Second Lieutenant Alfred Victor Smith VC (22 July 1891 – 22 December 1915), known to his family as Victor,[1] was a British Army officer and an English recipient of the Victoria Cross (VC), the highest and most prestigious award for gallantry in the face of the enemy that can be awarded to British and Commonwealth forces.

Alfred Victor Smith
Born22 July 1891
Guildford, Surrey, England
Died22 December 1915 (aged 24)
Cape Helles, Gallipoli, Ottoman Turkey
Allegiance United Kingdom
Service/branch British Army
Years of service1914–1915  
RankSecond Lieutenant
UnitEast Lancashire Regiment
Battles/warsWorld War I
AwardsVictoria Cross
Croix de Guerre (France)
Other workPolice officer

Smith was 24 years old, and a Second lieutenant in the 1/5th Battalion, East Lancashire Regiment, British Army on 22 December 1915 at Helles, Gallipoli, Ottoman Turkey during the First World War, and who died in action for which he was awarded the VC. His citation reads:

For most conspicuous bravery. He was in the act of throwing a grenade when it slipped from his hand and fell to the bottom of the trench close to several officers and men. He immediately shouted a warning and jumped clear to safety. He then saw that the officers and men were unable to find cover and knowing that the grenade was due to explode at any moment, he returned and flung himself upon it. He was instantly killed by the explosion. His magnificent act of self-sacrifice undoubtedly saved many lives.[2]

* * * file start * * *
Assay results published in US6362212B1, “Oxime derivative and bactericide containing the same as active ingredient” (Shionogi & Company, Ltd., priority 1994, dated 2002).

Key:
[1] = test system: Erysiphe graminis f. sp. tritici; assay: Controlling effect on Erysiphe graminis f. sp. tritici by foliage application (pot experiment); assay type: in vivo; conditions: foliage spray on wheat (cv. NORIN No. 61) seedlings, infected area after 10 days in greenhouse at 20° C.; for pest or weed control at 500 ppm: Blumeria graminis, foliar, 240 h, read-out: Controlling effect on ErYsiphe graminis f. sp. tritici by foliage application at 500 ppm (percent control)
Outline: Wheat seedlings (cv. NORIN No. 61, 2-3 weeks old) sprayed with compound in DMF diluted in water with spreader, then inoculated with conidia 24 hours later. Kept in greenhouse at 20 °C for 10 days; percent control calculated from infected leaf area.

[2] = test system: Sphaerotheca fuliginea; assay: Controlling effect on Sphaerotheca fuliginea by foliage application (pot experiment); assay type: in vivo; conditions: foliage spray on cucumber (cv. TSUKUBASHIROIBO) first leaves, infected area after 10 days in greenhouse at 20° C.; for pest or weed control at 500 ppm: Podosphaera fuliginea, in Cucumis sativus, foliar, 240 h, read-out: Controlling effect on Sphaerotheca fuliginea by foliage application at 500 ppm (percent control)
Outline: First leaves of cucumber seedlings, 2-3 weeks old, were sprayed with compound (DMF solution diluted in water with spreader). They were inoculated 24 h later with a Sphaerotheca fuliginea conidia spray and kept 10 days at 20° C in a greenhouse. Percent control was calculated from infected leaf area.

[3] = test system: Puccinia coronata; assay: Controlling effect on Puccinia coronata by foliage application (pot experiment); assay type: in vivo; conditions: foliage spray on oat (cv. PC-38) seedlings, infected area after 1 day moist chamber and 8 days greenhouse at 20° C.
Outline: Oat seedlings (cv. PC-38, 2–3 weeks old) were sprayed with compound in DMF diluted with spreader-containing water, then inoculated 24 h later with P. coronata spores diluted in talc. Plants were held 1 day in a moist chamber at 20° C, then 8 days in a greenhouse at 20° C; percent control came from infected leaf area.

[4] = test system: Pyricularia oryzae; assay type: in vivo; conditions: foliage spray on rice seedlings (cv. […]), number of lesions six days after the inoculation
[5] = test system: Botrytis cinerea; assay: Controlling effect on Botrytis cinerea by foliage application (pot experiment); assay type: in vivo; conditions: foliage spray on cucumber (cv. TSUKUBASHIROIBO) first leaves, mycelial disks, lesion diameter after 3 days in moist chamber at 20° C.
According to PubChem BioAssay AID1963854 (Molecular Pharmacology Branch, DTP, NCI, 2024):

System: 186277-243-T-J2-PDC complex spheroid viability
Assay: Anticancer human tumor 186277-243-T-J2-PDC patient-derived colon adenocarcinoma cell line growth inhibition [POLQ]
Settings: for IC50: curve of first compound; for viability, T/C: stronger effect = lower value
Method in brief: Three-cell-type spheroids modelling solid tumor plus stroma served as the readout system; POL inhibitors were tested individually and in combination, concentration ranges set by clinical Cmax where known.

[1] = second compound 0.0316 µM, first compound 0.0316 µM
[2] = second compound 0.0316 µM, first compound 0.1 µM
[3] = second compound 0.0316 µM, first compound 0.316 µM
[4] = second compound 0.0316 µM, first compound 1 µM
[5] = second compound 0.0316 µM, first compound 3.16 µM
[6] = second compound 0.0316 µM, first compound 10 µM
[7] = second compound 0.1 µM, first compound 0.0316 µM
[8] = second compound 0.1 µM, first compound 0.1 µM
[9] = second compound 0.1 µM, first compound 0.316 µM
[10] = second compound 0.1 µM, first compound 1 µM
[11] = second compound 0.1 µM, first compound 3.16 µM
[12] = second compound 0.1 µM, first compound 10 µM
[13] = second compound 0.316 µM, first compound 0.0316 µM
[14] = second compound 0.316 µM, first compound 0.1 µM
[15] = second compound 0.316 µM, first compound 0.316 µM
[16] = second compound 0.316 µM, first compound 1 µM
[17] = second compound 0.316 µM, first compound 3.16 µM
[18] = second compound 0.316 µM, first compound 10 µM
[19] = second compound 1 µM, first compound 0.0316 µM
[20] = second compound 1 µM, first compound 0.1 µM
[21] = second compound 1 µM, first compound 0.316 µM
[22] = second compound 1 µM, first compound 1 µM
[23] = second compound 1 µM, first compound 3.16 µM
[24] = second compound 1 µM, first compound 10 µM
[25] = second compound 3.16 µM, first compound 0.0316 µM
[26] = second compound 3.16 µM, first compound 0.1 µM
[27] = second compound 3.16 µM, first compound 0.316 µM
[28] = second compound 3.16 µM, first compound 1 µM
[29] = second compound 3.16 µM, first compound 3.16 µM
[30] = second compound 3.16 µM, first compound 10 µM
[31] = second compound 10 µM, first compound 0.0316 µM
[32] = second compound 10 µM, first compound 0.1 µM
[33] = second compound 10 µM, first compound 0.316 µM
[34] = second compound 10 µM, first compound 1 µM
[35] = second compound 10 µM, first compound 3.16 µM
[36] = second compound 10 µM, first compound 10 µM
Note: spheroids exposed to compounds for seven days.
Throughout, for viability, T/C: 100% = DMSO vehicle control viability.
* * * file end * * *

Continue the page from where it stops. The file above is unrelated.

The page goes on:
He is buried in Twelve Tree Copse Cemetery in the Gallipoli peninsula, although the precise location of his grave within the cemetery is not known.[3][4] He was also awarded a French Croix de Guerre.

Alfred Victor Smith’s father was a Police officer and although Alfred was born in Guildford, the family moved several times in his youth, and Alfred sang as a boy chorister in St Albans Cathedral Choir. At 14 his father was appointed chief constable of Burnley, and they moved to the town, with Alfred completing his education at Burnley Grammar School. After leaving school he joined Blackpool Borough Police force.[5] He is named on commemorative plaques within the former Burnley Grammar School, St Catherine's Church, Burnley, St Albans Cathedral, and the current Blackpool Police headquarters.

In November 2015 a commemorative stone was unveiled in Guildford.[6]

His VC, along with other items, is on display at the Towneley Hall museum in Burnley.

References Edit

  1. ^ "Commemorative stone unveiled". 12 November 2018. Retrieved 14 November 2019.
  2. ^ "No. 29496". The London Gazette. 3 March 1916. p. 2349.
  3. ^ extract from the London Gazette, 3 March 1916 Commonwealth War Graves Commission
  4. ^ "Twelve Tree Copse Cemetery". Digger History. Archived from the original on 3 March 2007. Retrieved 1 October 2006.
  5. ^ Dominic Collis (12 November 2015). "Burnley war hero remembered". Burnley Express. Johnston Press. Retrieved 13 February 2016.
  6. ^ "Commemorative stone unveiled". Guildford Borough Council. Retrieved 16 November 2015.

Further reading Edit